- We will provide a clearly explained complaints procedure allowing any person to easily make a complaint about the conduct of a regulator.
- We will ensure that investigations and any subsequent enforcement action is understood by all relevant parties, including individuals, organisations or businesses to which the legislation applies, as well as any complainants or interested third parties.
- In responding to any non-compliance, we will clearly explain what the non-compliance is, the advice being given, actions required or decisions taken and the reasons for these.
- All relevant parties will be kept informed of progress regarding any investigations and any subsequent actions, as is considered reasonably practical and having regard to data protection.
- When appropriate, we will provide our stakeholders with a contact point and telephone number for further dealings with us in the future.
- We will consider all requests for the release of information, subject to the Data Protection principles and the Freedom of Information Act.
- In the public interest, matters concerning non-compliance will be shared, where appropriate, with other regulatory bodies. Where this takes place, due regard will be paid to the provisions of the Data Protection Act.
Principle 3: We will be helpful to residents and businesses by making clear information, guidance and advice available, and by minimising burdensome requests.
- We recognise that most businesses and individuals want to comply with the law. We will provide advice and guidance that is focused on assisting residents and businesses to understand their legal obligations, distinguishing legal requirements from good practice.
- When designing and reviewing policies and procedures, we will consider how they might support the economic growth of good businesses. For example, we will consider how our policies and procedures can best:
- Understand and minimise negative economic impacts.
- Minimise the financial cost of compliance.
- Provide greater certainty through the encouragement of consistency
- Maintain a ‘level playing field’ by ensuring that businesses which habitually contravene relevant legislation are tackled.
- Any guidance we provide will be in a clear, accessible and concise format using media appropriate to the target audience. We will seek to write in plain language.
- We will seek to create an environment in which those we regulate have confidence in the advice they receive, and feel able to seek advice without fear of triggering enforcement action.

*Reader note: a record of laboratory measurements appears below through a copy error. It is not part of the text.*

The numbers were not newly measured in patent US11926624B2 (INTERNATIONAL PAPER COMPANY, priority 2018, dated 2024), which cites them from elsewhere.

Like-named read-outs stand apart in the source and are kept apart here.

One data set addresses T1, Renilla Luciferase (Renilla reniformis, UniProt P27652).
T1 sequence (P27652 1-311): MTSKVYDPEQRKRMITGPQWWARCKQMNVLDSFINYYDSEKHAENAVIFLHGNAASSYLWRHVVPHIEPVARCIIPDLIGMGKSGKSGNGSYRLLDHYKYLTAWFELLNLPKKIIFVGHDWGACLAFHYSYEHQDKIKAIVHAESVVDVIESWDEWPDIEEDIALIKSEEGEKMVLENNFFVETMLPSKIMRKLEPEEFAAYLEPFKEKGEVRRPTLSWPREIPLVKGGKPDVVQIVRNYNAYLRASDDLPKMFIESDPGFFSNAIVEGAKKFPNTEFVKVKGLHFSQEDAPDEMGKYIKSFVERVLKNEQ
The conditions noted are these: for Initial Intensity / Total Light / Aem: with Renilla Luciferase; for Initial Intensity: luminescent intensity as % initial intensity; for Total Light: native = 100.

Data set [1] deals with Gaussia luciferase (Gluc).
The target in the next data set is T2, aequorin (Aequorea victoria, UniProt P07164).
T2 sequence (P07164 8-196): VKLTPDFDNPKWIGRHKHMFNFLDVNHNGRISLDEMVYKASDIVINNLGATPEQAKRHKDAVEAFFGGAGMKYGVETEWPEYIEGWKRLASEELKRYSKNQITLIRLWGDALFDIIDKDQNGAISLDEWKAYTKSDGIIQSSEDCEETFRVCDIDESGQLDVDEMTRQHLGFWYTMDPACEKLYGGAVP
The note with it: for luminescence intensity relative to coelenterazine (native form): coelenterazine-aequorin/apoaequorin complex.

- We will work to avoid creating unnecessary regulatory burdens through our regulatory activities, and will assess whether similar social, environmental and economic outcomes could be achieved by less burdensome means.
- We will have mechanisms in place to work collaboratively to assist those regulated by more than one regulatory body. Cases requiring expertise from more than one agency or council function will, where practicable, be dealt with on a co-ordinated, multi-agency or multi-departmental basis.
- When seeking a remedy to an alleged contravention, we will clearly explain:
- what the alleged contravention is
- the action required and the reason(s) for this
- how the contravention might best be remedied
- any penalties for non-compliance
- When the right of appeal against a regulatory decision is available, we will provide an impartial and clearly explained route of appeal.
Principle 4: We will carry out our functions in a proportionate way that balances the needs of those we regulate with the public interest.
- When deciding on courses of enforcement action, we will opt for interventions that are of a scale and type which are reflective of the harm, whether actual or potential, that the contravention is causing to health, safety, the environment and/or the economy.
- Where feasible we will attempt to resolve any breaches amicably and through negotiation, although there will be occasions where direct enforcement action is necessary.
- We will recognise the compliance record of those we regulate.
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Only officers who are suitably trained, qualified or have relevant experience will be authorised to carry out investigation and take Enforcement action.
Individual officers’ authorisations are reviewed on a regular basis.
Officers are required to show their authorisations on demand.
Appropriate authorised Officers have rights of entry to inspect premises for enforcement-related purposes.
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The Service carries out the following types of inspections:
- Pre-programmed inspections
- Complaints-led inspections
- Follow-up inspections